4) Made-for-market merchandising.

– Merchandising – that is, how goods are displayed in a store – is an art form, but while we have thousands of retail stores, only a handful of people in the country really know how best to display goods or create windows that inspire and invite. Those who do are very good, but most shops rely on someone who works there to also “fix up the shelves” or “put some stuff in the window for the season”. The field is wide open for young, creative talent who want to study and intern. It’s a name-your-price skill.

5) Bahamasancestry.com – Need we say more?

Candace finds some stories worth hearing

It’s not often that someone goes searching for folks over 80 to tell their story, but that’s exactly what a woman named Candace Brown did. Candace, one of the unsung heroes of the Fox Hill community, wanted to honour those in the community she believed were heroes while they were still alive and able to share a few words of wisdom. She set about interviewing 12 and compiling a calendar which she called Patriarchs and Matriarchs of Fox Hill 2019-2020 calendar.

The fact that it runs mid-year to mid-year is an indication of the challenge of conducting the interviews, a fact she confesses to in the introduction. “I had Mr Johnson up and out of bed and also Ms Roker. I interviewed Ms Burnside while she was still in bed and Mrs Rahming-Smith just as she had gone to bed. I interrupted Mrs Mackey-Moss while she was cooking lunch and questioned Mr Wells as I gave him a ride downtown.”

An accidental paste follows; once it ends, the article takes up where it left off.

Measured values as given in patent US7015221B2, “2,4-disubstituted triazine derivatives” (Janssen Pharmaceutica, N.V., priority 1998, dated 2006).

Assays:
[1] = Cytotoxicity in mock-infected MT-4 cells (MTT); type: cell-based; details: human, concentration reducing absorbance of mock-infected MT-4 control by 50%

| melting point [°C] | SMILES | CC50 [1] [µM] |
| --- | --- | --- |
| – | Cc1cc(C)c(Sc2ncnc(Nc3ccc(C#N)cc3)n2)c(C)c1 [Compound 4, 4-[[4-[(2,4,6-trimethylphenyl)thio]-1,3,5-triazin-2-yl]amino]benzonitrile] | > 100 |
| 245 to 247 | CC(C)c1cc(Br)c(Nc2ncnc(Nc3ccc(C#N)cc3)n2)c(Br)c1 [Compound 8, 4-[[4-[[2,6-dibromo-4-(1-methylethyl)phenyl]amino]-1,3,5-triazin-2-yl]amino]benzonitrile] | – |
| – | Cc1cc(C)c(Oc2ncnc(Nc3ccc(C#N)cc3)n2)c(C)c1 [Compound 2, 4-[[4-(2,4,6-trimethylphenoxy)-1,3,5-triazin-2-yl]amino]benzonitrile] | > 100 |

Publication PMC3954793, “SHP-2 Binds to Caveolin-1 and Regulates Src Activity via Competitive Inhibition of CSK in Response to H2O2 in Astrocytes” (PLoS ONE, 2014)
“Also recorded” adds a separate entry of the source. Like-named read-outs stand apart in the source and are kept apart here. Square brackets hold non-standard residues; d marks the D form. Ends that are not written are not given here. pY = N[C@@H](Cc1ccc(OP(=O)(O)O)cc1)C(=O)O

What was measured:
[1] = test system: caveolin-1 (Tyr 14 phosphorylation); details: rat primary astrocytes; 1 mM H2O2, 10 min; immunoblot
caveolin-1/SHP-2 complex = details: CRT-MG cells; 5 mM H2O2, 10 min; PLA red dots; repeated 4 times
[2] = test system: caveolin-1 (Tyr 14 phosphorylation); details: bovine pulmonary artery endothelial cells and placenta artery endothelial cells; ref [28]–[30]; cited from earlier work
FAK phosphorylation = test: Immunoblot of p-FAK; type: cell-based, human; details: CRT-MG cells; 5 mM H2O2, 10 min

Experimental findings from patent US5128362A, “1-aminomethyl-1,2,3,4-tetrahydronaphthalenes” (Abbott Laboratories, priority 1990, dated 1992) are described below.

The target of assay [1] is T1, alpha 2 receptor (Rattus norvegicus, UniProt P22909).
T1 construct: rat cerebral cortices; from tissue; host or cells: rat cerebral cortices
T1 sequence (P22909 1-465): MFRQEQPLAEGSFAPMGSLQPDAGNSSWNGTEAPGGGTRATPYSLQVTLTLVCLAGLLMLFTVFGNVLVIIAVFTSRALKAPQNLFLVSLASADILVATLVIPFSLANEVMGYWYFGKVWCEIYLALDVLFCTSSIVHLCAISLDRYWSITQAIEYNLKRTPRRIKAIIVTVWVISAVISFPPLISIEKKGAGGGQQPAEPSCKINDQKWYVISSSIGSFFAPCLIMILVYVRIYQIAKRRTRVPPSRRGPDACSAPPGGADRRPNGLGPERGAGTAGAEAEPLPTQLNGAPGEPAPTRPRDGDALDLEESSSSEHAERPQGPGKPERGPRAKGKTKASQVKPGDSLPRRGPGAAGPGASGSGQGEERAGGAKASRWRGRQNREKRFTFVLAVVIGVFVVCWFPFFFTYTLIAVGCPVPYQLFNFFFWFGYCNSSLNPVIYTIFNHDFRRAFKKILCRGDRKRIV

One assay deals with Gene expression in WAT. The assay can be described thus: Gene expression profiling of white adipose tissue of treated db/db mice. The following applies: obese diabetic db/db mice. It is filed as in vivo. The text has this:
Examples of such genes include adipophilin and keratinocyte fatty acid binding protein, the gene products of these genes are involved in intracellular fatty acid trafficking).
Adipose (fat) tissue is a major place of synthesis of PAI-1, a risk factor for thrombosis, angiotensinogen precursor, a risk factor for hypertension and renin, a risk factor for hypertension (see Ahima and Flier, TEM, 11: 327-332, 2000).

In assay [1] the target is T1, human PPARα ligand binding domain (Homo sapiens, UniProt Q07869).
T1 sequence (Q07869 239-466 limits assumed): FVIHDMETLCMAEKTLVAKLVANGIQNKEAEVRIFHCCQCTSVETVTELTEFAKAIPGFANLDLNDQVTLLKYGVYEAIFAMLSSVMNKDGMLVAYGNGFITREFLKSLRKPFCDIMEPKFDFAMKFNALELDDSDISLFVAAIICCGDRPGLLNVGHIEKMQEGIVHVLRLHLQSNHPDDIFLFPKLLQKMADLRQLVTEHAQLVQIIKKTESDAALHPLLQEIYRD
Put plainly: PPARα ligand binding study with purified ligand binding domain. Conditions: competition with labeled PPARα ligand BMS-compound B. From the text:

And those were the easy ones. From Mrs Winfred Mackey-Moss’s memories of an Eleuthera childhood having to “mash the rock to make the road” so a truck could get the tomatoes they grew to market to Roderick Wells having once been awarded a Mother’s Day plaque for “his tireless efforts of care toward his eldest son, who is disabled,” the calendar is a reflection of years when honesty, hard work and devotion to family were the cornerstones of life, helping to build an historic community that Fox Hillians to this day speak of with reverence.

Who is the culprit?

Did someone say dinner was burned and had to be tossed out? Did they really mean to chuck the stove along with the roast? In this era when there is so much awareness of the importance and value of a clean environment, we’d love to trace the culprit who deposited this rusty kitchen appliance along an otherwise scenic route on the east side of Yamacraw Hill Road?

And to add another layer of tragedy to this image, in the days of slavery, true outdoor kitchens were housed in a building away from the great house and equipped with a fireplace and brick oven, keeping the heat and the aroma of cooking contained to an outdoor area. A few remain in The Bahamas, including at Clifton Heritage Park and at the old Farquharson plantation in San Salvador.